What is the Interprofessional Learning Zone?

  • The interprofessional learning Zone (IPLZ) provides a range of interprofessional learning opportunities for you to participate and engage in during your undergraduate degree.
  • Interprofessional learning prepares you for collaborative practice and occurs when learners from two or more professions learn with, from and about each other to improve collaboration and the quality of care

How will the Interprofessional Learning Zone help me?

  • As a future health professional you require certain qualities, knowledge, skills and values that enable you to respond to and navigate the complex relational world of practice.
  • Central to preparing you to become health professionals able to work in these environments, is interprofessional learning.
  • Interprofessional learning provides you with opportunities to learn and work alongside students from other health backgrounds, to get to know them and develop qualities such as placing the patient at the heart of practice, trusting in others, being open, tactful and authentic, and engaging in genuine dialogue. Importantly, you learn to both value and respect the contributions of your own and other health disciplines.
  • Interprofessional education improves collaboration and understanding of each other’s distinct professional roles for students, and results in better health outcomes for clients.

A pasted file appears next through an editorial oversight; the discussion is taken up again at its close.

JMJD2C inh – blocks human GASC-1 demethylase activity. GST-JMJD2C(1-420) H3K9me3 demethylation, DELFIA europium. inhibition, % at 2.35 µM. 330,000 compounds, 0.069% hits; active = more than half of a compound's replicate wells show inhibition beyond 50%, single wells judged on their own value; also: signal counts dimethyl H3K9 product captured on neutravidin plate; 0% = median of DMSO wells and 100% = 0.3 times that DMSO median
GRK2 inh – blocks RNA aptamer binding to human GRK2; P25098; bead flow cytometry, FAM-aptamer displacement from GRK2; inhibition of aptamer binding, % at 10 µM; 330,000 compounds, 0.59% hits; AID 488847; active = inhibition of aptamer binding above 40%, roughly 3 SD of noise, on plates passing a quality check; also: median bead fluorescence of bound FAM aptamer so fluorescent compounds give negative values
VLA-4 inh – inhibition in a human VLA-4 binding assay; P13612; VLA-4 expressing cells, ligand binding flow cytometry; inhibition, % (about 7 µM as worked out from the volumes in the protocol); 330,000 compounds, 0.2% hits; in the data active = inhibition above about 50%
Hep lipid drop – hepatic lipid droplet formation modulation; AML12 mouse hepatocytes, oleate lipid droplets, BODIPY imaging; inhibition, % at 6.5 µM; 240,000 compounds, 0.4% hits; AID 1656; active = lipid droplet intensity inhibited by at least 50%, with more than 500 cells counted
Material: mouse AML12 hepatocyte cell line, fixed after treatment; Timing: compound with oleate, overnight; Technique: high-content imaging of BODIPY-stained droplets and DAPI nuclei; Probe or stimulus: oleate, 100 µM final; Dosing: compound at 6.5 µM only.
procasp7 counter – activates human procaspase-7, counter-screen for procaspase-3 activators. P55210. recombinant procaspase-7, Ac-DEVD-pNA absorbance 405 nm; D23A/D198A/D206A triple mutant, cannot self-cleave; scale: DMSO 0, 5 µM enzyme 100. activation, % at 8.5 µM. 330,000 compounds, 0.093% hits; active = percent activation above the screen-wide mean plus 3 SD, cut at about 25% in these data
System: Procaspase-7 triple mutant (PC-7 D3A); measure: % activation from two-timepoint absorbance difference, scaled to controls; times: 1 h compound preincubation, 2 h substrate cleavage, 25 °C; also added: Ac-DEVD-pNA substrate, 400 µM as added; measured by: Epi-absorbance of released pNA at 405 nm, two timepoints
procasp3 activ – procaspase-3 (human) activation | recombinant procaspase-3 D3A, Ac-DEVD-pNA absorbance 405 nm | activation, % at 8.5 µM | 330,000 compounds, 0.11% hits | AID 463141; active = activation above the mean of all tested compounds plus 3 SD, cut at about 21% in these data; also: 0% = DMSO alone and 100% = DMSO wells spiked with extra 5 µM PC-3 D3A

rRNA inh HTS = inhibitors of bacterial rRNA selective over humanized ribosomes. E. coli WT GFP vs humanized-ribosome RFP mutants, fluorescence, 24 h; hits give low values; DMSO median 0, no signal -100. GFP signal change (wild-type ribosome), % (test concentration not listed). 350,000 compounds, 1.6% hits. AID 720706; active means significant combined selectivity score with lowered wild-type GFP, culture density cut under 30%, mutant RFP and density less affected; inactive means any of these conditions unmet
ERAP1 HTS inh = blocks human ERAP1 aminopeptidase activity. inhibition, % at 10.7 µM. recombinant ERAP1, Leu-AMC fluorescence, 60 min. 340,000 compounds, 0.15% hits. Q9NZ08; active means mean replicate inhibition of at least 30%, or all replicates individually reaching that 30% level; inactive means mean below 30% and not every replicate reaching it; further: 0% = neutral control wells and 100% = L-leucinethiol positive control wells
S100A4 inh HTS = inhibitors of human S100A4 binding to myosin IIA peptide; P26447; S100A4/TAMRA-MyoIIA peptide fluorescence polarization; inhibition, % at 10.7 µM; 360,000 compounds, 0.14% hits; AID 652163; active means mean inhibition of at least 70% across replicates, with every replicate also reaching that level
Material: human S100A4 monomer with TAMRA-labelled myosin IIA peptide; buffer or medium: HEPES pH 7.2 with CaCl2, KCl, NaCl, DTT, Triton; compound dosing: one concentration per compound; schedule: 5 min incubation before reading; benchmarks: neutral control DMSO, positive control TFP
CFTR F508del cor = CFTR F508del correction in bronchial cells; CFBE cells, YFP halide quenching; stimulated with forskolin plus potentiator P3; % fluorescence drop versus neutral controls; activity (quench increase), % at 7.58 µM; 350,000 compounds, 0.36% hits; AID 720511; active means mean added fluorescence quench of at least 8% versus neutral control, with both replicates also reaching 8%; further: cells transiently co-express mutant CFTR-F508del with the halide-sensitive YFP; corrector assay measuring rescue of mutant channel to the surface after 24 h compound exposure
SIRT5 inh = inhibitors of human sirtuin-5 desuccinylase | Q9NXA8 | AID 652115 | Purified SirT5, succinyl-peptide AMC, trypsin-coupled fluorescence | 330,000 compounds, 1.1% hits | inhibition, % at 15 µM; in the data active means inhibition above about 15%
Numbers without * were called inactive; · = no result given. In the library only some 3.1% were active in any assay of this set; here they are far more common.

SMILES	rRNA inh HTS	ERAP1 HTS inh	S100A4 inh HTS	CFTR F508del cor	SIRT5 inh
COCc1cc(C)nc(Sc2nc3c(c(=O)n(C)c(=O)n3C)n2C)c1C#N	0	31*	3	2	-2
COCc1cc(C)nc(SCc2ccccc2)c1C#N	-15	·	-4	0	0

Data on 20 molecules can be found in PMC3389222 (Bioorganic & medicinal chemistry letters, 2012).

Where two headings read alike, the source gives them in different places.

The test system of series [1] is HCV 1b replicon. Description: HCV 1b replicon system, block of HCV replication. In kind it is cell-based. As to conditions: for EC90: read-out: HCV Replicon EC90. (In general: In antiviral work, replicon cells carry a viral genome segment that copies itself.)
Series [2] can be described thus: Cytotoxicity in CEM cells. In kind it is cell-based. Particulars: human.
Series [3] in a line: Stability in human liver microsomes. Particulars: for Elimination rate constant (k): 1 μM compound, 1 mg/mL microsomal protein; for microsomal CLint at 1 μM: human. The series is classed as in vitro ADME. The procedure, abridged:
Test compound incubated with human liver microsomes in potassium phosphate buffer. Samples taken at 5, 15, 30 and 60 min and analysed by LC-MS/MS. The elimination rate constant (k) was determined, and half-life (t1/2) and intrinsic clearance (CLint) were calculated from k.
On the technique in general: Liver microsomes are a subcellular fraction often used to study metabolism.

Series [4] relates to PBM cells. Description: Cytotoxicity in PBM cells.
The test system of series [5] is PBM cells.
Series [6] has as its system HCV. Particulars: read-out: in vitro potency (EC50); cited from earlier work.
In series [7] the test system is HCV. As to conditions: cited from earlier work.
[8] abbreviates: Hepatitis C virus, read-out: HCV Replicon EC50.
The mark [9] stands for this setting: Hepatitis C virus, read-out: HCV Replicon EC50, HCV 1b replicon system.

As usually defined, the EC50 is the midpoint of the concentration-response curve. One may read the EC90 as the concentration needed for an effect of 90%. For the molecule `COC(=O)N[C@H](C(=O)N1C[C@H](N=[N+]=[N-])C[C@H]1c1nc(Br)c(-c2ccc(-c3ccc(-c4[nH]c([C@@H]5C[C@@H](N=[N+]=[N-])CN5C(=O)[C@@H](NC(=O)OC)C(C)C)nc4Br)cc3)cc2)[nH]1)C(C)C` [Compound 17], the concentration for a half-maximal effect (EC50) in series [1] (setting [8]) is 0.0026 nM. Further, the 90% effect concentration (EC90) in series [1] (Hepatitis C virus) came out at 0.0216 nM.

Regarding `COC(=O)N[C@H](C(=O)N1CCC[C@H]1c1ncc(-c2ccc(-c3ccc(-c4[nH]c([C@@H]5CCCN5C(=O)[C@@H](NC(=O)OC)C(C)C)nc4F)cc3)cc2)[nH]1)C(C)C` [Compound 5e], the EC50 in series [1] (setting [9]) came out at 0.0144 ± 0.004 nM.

• Interprofessional learning gives a deeper understanding of team work, an appreciation of reflective practice and a greater sense of being prepared for interprofessional practice.
  • It will transform and broadens your horizon, open your mind to difference and possibilities, and enables you to more effectively utilise your discipline specific knowledge and skills in practice contexts.

What are the specific Interprofessional Qualities/Capabilities that the IPLZ focuses on?

Graduates able to work interprofessionally will:

  • Hold the person/whānau at the centre of their practice
  • Empathically attend to the concerns of others
  • Identify and critique their own prejudices/stereotypes and the possible impact on others
  • Build relationships through mutual respect and trust
  • Engage in genuine dialogue
  • Recognise and reflect on their own and contextual limitations
  • Understand the health perspectives and roles of others
  • Value the perspectives and contributions of others
  • Adapt and respond to unpredictable health contexts and situations
  • Attend to conflict in an open and respectful manner
  • Engage in ongoing learning with, from and about others
  • Integrate professional knowledge and competence in interprofessional contexts